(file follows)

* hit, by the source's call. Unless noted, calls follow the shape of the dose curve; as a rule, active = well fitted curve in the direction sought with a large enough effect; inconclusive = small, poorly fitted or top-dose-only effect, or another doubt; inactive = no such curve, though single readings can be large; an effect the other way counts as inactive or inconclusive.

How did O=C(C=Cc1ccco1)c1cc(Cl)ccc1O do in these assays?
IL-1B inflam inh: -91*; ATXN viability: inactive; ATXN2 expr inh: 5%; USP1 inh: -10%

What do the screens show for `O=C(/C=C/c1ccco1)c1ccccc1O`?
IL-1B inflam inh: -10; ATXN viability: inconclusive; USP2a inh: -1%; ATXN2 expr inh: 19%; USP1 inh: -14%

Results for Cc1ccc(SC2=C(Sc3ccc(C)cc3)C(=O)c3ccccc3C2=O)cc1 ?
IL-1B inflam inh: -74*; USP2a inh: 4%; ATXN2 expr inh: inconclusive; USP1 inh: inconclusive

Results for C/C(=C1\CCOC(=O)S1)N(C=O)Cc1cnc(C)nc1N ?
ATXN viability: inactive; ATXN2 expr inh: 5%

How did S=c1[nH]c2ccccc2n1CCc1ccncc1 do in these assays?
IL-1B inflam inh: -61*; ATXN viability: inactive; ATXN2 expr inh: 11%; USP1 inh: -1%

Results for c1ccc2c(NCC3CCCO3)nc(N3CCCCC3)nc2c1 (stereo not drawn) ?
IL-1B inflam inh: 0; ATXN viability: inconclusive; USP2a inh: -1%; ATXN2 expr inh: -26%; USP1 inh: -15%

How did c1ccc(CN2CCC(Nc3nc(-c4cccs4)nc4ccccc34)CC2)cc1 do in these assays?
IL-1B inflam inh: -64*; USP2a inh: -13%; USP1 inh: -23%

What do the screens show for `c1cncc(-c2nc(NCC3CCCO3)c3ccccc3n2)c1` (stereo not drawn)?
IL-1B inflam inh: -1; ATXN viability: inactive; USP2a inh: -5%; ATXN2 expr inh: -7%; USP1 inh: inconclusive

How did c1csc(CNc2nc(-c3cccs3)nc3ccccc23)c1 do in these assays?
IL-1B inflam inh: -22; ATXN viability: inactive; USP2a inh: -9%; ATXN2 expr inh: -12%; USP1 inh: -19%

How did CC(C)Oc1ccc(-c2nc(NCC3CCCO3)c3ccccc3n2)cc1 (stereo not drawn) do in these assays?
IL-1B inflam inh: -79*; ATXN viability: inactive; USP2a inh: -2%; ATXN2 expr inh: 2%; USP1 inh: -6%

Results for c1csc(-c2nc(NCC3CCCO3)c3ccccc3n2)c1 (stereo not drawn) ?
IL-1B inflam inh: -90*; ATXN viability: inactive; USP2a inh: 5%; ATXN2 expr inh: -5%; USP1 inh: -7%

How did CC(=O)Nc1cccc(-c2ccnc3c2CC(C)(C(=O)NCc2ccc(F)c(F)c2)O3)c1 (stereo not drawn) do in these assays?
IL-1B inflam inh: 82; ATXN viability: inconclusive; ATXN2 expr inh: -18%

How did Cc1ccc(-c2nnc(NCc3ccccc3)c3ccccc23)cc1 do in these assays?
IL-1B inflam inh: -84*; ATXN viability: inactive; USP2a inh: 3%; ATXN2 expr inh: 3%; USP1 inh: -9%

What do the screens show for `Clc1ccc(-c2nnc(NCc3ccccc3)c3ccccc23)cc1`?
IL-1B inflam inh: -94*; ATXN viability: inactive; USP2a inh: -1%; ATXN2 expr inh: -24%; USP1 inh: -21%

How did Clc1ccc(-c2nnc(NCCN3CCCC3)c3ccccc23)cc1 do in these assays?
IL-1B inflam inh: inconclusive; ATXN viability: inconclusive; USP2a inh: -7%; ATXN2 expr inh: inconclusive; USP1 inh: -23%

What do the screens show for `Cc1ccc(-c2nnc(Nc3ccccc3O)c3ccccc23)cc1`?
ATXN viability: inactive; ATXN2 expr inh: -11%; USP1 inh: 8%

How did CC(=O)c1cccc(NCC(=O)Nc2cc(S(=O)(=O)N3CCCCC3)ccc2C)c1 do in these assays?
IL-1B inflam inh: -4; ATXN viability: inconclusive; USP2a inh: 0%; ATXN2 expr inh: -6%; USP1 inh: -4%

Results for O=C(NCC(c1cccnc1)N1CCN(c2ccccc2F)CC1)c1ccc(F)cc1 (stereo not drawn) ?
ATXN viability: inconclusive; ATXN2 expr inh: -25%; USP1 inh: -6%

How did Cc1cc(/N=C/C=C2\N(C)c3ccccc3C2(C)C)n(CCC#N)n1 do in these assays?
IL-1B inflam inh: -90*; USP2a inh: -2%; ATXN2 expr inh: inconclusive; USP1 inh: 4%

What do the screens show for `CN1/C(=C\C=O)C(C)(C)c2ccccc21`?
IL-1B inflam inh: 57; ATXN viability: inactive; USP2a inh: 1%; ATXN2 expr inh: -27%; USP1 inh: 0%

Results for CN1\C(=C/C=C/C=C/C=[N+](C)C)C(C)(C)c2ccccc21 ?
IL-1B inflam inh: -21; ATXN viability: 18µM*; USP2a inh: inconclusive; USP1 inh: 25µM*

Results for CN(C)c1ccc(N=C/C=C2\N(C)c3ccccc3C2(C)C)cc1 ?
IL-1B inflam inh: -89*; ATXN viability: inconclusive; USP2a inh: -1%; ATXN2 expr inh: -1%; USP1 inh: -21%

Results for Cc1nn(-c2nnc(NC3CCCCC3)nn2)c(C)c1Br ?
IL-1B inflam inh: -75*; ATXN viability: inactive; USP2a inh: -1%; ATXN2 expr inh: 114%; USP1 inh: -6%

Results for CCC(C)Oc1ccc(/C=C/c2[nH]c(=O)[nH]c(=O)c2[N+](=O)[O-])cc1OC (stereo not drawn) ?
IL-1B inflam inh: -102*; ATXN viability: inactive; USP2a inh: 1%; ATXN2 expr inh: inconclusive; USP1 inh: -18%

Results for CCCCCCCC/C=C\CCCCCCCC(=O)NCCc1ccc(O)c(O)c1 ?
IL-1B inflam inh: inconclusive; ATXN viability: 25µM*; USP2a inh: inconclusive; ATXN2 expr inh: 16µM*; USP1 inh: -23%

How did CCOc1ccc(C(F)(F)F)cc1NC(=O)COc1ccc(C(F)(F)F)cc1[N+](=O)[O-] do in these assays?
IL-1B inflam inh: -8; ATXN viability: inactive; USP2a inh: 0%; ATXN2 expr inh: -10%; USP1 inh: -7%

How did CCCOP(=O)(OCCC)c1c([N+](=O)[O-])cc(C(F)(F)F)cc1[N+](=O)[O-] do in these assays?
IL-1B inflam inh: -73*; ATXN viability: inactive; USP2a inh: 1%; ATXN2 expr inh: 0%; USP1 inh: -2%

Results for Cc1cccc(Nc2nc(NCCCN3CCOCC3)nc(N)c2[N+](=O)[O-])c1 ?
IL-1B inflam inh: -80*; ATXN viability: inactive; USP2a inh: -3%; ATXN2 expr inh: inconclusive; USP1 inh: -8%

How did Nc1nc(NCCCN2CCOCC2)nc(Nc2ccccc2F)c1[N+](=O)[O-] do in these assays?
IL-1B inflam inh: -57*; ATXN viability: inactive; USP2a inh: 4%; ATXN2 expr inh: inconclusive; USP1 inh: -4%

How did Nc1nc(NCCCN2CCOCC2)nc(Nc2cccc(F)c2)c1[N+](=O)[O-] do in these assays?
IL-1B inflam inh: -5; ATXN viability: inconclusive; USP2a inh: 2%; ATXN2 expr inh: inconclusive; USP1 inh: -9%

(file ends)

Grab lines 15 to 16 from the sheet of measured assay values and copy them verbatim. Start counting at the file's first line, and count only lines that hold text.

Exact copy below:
IL-1B inflam inh: -64*; USP2a inh: -13%; USP1 inh: -23%

What do the screens show for `c1cncc(-c2nc(NCC3CCCO3)c3ccccc3n2)c1` (stereo not drawn)?